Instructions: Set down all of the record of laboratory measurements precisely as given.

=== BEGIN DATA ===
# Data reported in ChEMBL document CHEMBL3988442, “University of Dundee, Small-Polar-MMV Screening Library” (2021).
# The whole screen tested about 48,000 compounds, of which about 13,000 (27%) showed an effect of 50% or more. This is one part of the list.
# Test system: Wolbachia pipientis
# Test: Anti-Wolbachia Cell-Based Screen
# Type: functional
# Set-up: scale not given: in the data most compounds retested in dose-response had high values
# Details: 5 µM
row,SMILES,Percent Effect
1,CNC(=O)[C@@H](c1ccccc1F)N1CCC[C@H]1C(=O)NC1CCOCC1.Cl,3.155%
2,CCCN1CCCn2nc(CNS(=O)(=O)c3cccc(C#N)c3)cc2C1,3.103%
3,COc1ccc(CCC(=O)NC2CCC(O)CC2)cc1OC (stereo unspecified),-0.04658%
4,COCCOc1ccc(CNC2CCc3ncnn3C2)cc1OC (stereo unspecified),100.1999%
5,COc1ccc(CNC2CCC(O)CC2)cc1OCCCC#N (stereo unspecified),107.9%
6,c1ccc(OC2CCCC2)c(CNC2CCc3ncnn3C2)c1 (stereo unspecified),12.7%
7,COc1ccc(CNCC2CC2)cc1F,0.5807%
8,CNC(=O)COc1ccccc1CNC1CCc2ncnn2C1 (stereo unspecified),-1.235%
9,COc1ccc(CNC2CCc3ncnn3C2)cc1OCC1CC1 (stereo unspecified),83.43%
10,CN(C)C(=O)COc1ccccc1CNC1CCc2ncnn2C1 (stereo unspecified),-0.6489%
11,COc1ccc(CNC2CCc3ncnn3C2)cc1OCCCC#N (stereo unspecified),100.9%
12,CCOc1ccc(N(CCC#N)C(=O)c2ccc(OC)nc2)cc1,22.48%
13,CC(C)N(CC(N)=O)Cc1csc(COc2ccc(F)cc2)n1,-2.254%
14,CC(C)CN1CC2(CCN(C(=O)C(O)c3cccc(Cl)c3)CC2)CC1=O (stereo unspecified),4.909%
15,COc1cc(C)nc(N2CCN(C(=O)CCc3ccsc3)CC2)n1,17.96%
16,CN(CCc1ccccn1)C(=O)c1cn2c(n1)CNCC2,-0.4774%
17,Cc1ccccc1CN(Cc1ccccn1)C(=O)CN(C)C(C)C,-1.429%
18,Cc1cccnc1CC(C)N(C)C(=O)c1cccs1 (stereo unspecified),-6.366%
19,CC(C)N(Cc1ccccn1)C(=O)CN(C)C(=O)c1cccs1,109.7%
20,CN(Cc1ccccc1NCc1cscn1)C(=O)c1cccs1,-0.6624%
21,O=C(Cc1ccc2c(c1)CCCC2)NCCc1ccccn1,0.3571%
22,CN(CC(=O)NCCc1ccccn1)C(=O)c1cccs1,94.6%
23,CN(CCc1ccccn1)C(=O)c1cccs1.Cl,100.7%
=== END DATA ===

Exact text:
# Data reported in ChEMBL document CHEMBL3988442, “University of Dundee, Small-Polar-MMV Screening Library” (2021).
# The whole screen tested about 48,000 compounds, of which about 13,000 (27%) showed an effect of 50% or more. This is one part of the list.
# Test system: Wolbachia pipientis
# Test: Anti-Wolbachia Cell-Based Screen
# Type: functional
# Set-up: scale not given: in the data most compounds retested in dose-response had high values
# Details: 5 µM
row,SMILES,Percent Effect
1,CNC(=O)[C@@H](c1ccccc1F)N1CCC[C@H]1C(=O)NC1CCOCC1.Cl,3.155%
2,CCCN1CCCn2nc(CNS(=O)(=O)c3cccc(C#N)c3)cc2C1,3.103%
3,COc1ccc(CCC(=O)NC2CCC(O)CC2)cc1OC (stereo unspecified),-0.04658%
4,COCCOc1ccc(CNC2CCc3ncnn3C2)cc1OC (stereo unspecified),100.1999%
5,COc1ccc(CNC2CCC(O)CC2)cc1OCCCC#N (stereo unspecified),107.9%
6,c1ccc(OC2CCCC2)c(CNC2CCc3ncnn3C2)c1 (stereo unspecified),12.7%
7,COc1ccc(CNCC2CC2)cc1F,0.5807%
8,CNC(=O)COc1ccccc1CNC1CCc2ncnn2C1 (stereo unspecified),-1.235%
9,COc1ccc(CNC2CCc3ncnn3C2)cc1OCC1CC1 (stereo unspecified),83.43%
10,CN(C)C(=O)COc1ccccc1CNC1CCc2ncnn2C1 (stereo unspecified),-0.6489%
11,COc1ccc(CNC2CCc3ncnn3C2)cc1OCCCC#N (stereo unspecified),100.9%
12,CCOc1ccc(N(CCC#N)C(=O)c2ccc(OC)nc2)cc1,22.48%
13,CC(C)N(CC(N)=O)Cc1csc(COc2ccc(F)cc2)n1,-2.254%
14,CC(C)CN1CC2(CCN(C(=O)C(O)c3cccc(Cl)c3)CC2)CC1=O (stereo unspecified),4.909%
15,COc1cc(C)nc(N2CCN(C(=O)CCc3ccsc3)CC2)n1,17.96%
16,CN(CCc1ccccn1)C(=O)c1cn2c(n1)CNCC2,-0.4774%
17,Cc1ccccc1CN(Cc1ccccn1)C(=O)CN(C)C(C)C,-1.429%
18,Cc1cccnc1CC(C)N(C)C(=O)c1cccs1 (stereo unspecified),-6.366%
19,CC(C)N(Cc1ccccn1)C(=O)CN(C)C(=O)c1cccs1,109.7%
20,CN(Cc1ccccc1NCc1cscn1)C(=O)c1cccs1,-0.6624%
21,O=C(Cc1ccc2c(c1)CCCC2)NCCc1ccccn1,0.3571%
22,CN(CC(=O)NCCc1ccccn1)C(=O)c1cccs1,94.6%
23,CN(CCc1ccccn1)C(=O)c1cccs1.Cl,100.7%